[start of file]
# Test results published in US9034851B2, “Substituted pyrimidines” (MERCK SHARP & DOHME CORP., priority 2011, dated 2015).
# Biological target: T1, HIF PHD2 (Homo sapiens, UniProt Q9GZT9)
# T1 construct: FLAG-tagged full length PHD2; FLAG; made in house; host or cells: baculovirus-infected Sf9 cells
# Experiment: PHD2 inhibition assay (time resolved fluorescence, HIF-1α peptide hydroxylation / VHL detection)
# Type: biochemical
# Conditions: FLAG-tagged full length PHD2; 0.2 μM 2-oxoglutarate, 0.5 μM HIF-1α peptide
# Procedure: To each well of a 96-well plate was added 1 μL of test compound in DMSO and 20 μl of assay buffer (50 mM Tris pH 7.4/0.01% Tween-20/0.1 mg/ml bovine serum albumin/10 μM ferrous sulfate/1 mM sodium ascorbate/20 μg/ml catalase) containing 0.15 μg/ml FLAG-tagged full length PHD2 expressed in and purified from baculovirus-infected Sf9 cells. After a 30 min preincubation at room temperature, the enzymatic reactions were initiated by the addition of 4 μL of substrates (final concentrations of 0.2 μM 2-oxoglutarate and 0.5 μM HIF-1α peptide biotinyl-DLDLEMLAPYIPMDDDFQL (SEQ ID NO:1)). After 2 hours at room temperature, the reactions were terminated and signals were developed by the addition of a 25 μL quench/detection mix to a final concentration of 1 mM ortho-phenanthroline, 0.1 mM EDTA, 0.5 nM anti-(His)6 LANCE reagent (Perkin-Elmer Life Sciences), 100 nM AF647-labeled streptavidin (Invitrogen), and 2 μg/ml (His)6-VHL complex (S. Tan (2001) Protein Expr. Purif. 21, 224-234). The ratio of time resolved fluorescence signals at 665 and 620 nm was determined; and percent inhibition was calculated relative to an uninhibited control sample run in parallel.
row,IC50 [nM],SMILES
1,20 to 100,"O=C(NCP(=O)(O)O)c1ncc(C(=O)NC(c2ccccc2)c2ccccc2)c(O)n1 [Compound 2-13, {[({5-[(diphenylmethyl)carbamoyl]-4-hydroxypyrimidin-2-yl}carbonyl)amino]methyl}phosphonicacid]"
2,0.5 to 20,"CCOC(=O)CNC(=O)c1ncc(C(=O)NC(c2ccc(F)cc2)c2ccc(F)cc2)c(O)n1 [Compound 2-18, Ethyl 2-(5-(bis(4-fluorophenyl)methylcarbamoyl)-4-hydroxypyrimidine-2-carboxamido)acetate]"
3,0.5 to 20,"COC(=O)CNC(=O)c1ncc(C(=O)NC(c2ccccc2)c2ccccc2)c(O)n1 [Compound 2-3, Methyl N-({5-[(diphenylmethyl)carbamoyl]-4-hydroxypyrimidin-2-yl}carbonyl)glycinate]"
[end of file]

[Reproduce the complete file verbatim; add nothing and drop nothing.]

# Test results published in US9034851B2, “Substituted pyrimidines” (MERCK SHARP & DOHME CORP., priority 2011, dated 2015).
# Biological target: T1, HIF PHD2 (Homo sapiens, UniProt Q9GZT9)
# T1 construct: FLAG-tagged full length PHD2; FLAG; made in house; host or cells: baculovirus-infected Sf9 cells
# Experiment: PHD2 inhibition assay (time resolved fluorescence, HIF-1α peptide hydroxylation / VHL detection)
# Type: biochemical
# Conditions: FLAG-tagged full length PHD2; 0.2 μM 2-oxoglutarate, 0.5 μM HIF-1α peptide
# Procedure: To each well of a 96-well plate was added 1 μL of test compound in DMSO and 20 μl of assay buffer (50 mM Tris pH 7.4/0.01% Tween-20/0.1 mg/ml bovine serum albumin/10 μM ferrous sulfate/1 mM sodium ascorbate/20 μg/ml catalase) containing 0.15 μg/ml FLAG-tagged full length PHD2 expressed in and purified from baculovirus-infected Sf9 cells. After a 30 min preincubation at room temperature, the enzymatic reactions were initiated by the addition of 4 μL of substrates (final concentrations of 0.2 μM 2-oxoglutarate and 0.5 μM HIF-1α peptide biotinyl-DLDLEMLAPYIPMDDDFQL (SEQ ID NO:1)). After 2 hours at room temperature, the reactions were terminated and signals were developed by the addition of a 25 μL quench/detection mix to a final concentration of 1 mM ortho-phenanthroline, 0.1 mM EDTA, 0.5 nM anti-(His)6 LANCE reagent (Perkin-Elmer Life Sciences), 100 nM AF647-labeled streptavidin (Invitrogen), and 2 μg/ml (His)6-VHL complex (S. Tan (2001) Protein Expr. Purif. 21, 224-234). The ratio of time resolved fluorescence signals at 665 and 620 nm was determined; and percent inhibition was calculated relative to an uninhibited control sample run in parallel.
row,IC50 [nM],SMILES
1,20 to 100,"O=C(NCP(=O)(O)O)c1ncc(C(=O)NC(c2ccccc2)c2ccccc2)c(O)n1 [Compound 2-13, {[({5-[(diphenylmethyl)carbamoyl]-4-hydroxypyrimidin-2-yl}carbonyl)amino]methyl}phosphonicacid]"
2,0.5 to 20,"CCOC(=O)CNC(=O)c1ncc(C(=O)NC(c2ccc(F)cc2)c2ccc(F)cc2)c(O)n1 [Compound 2-18, Ethyl 2-(5-(bis(4-fluorophenyl)methylcarbamoyl)-4-hydroxypyrimidine-2-carboxamido)acetate]"
3,0.5 to 20,"COC(=O)CNC(=O)c1ncc(C(=O)NC(c2ccccc2)c2ccccc2)c(O)n1 [Compound 2-3, Methyl N-({5-[(diphenylmethyl)carbamoyl]-4-hydroxypyrimidin-2-yl}carbonyl)glycinate]"